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Anti-abortion group says it has patient records

Anti-abortion group says informant gave it Kansas clinic's patient records for 86 women, girls By The Associated Press

KANSAS CITY, Kan. (AP) ' An anti-abortion group says a confidential informant has delivered to it abortion records of 86 females who were treated last month at a Kansas City, Kan., women's clinic.

Officials with the Central Family Medicine Clinic, also known as Aid for Women, said someone broke into a locked trash bin on its property last week. But they insisted the records Operation Rescue claims to have received wouldn't have been in it.

Operation Rescue president Troy Newman said a confidential informant delivered boxes full of records from April to his group. Newman said the source didn't say how the records were obtained, but that he is confident they were not obtained illegally, The Kansas City Star reported (http://bit.ly/JPzJun ).



Newman said the records include patient ages, gestational ages and photocopies of driver's licenses, as well as dates and costs for abortions performed at the clinic. He said his organization had redacted the patients' identifying information and does not intend to make the records public.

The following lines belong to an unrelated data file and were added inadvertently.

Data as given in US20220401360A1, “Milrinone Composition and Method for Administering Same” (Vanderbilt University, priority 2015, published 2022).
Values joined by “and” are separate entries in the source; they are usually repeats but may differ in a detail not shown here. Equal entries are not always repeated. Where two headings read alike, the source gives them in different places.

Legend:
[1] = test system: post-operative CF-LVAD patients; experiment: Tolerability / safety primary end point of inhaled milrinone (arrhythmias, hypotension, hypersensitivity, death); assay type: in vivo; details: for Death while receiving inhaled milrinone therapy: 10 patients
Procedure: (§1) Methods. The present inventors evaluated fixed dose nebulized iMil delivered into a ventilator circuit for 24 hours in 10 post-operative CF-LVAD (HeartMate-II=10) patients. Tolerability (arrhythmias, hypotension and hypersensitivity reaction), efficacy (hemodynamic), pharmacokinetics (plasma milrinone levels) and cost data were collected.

Cheryl Pilate, an attorney for the clinic, said a report about the trash bin break-in was filed with Kansas City, Kan., police and the Federal Bureau of Investigation. She also said the clinic has surveillance tapes of the break-in and will seek criminal prosecution.

A phone message left with Pilate's office Thursday seeking additional information was not immediately returned.

Pilate and clinic manager Jeff Pederson said the clinic's records are kept confidential and are disposed of according to standard procedures.

Earlier this year, hundreds of files from another abortion provider, Krishna Rajanna, were discovered in a recycling bin at an elementary school in Overland Park near the doctor's home. The Board of Healing Arts in 2005 revoked the medical license of Rajanna, who operated a now-closed Kansas City, Kan., clinic, Affordable Medical and Services.

On Wednesday, a Kansas judge granted the Kansas Board of Healing Arts temporary custody of those files. The board plans to keep the records until it finds a permanent custodian or until they're more than 10 years old and can be destroyed.

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Information from: The Kansas City Star, http://www.kcstar.com


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Related Keywords:Operation Rescue-Abortion Records,Health,Human rights and civil liberties,Social issues,Social affairs

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